Method Writing participants to reveal their works

Method Writing participants to reveal their works

With a bachelor’s degree and a master’s degree in creative writing, Alexandra Kostoulas has had many teachers and learned many approaches to writing, but of all the courses she’s taken, the one that helped her through the difficult teenage years has proved the most powerful.

“I met Jack Grapes when I was 17 at a poetry reading that I had to go to for extra credit because I was not getting a good grade in my English class, and I had to give proof that I went,” Kostoulas said recently at WeWork, a communal work space above the Golden Gate Theatre. “He signed this paper that said, ‘This is to prove Alexandra really did come to my reading.’ ” She’s still proving it.

Grapes, a Los Angeles poet, developed an approach to writing based on method acting, which focuses on finding a deep, authentic voice. Initially based out of his home, the method writing workshops became so popular that Grapes eventually had to get an office; participants have started a writers collective, and they’ve long been one of the main draws at the Los Angeles Times Festival of Books.

Grapes has now been teaching method writing for more than 30 years. One of the first people to receive his blessing, Kostoulas has been running a San Francisco Method Writing workshop since 2012.

“He uses a concept called the deep voice, which is a way of connecting through what he calls the transformation line, to sort of the soul of who you are, or the deepest part of who you are in your writing,” she said. “I learned step by step how to massage that idea of the deep voice and generate fiercer, deeper work. He teaches you how to say all the things you hold back from saying, and all the things that you carry around with you.”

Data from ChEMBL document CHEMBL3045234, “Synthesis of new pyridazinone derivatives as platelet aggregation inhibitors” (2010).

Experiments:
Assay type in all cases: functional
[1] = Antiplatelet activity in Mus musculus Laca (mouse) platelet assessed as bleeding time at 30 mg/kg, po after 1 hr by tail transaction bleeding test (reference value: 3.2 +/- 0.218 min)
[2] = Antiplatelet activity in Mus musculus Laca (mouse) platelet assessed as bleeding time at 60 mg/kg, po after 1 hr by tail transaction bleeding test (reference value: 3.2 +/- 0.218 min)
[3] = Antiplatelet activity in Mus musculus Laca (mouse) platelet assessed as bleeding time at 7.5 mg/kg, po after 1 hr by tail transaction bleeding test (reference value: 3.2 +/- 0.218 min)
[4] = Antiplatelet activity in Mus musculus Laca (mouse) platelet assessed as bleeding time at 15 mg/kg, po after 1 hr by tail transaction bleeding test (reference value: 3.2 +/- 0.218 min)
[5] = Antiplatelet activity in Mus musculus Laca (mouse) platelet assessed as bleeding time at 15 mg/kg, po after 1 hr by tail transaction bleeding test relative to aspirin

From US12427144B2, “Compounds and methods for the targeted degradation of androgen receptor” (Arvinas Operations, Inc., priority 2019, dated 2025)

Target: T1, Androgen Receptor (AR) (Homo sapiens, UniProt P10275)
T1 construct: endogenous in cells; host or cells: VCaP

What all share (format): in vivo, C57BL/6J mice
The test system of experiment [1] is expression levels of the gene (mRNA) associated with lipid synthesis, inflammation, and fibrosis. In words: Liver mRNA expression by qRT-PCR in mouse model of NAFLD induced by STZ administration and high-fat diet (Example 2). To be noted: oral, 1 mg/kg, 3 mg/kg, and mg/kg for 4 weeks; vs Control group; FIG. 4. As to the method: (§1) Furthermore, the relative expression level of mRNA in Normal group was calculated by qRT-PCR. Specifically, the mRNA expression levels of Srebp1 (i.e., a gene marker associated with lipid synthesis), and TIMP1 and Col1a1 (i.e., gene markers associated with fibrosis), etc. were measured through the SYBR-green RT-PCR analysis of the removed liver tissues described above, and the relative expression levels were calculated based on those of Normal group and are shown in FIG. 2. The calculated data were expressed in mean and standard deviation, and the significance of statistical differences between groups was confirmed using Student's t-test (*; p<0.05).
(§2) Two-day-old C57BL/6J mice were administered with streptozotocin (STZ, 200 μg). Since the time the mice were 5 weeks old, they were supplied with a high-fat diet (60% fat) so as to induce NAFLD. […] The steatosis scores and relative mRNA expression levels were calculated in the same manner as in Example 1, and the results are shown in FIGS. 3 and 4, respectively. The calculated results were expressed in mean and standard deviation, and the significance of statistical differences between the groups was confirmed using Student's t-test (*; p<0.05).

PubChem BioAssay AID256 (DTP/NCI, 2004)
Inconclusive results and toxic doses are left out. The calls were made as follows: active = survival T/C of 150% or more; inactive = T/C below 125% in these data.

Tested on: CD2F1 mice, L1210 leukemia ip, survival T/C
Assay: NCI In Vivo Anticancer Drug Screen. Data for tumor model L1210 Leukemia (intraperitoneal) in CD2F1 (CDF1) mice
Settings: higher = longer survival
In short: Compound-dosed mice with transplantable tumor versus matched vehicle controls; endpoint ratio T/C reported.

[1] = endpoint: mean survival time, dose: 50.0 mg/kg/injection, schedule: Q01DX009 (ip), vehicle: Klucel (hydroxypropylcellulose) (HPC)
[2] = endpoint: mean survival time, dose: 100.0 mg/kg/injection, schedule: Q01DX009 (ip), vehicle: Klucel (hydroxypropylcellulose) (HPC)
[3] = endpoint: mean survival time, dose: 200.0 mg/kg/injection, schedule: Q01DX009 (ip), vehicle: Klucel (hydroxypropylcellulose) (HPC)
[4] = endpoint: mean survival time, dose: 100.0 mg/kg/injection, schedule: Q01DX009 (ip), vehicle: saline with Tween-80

The workshops, which are designed to create a nurturing environment with a focus on doing real work on the craft, attract people from different generations and from all walks of life: Recent participants include a scientist, a tech worker, a dancer, a visual artist, a choreographer and a healer.

“The one requirement,” Kostoulas says, “is that people are willing to go deep and tell the story they’ve always wanted to tell.”

Many of the people who take the class repeat it, and a community has begun to emerge here, too. Kostoulas, who was by more than a decade the youngest in her first class, remembers her experience: “They all were doing this really compelling work and striving to rip their hearts open on the page, and say the truth about who they are, and I found that to be profound and I really enjoyed it.

“Someone asked me yesterday, who was working on a scene: ‘Is it always like this: Do you always go to render your work and then you feel frustrated and then you get through it?’ And I said, ‘Yeah, that’s what I do every day.’ That’s the process. But part of it is knowing what the process is, and focusing on process over product.”

Offered three times a year, the workshops span eight weeks of weekly meetings and conclude with a group reading at the Emerald Tablet. (The fall session will begin enrolling soon; cost is $395. For more information, go to This Sunday’s event, called “Write From the Gut,” will feature work of all kinds by more than 20 writers, each reading for three minutes or less, with an intermission and refreshments.


Write From the Gut: 4:30 p.m. Sunday. Free. The Emerald Tablet, 80 Fresno St., S.F. (415) 500-2323.

This article originally appeared in The San Francisco Chronicle.

Photo by Christina Theologou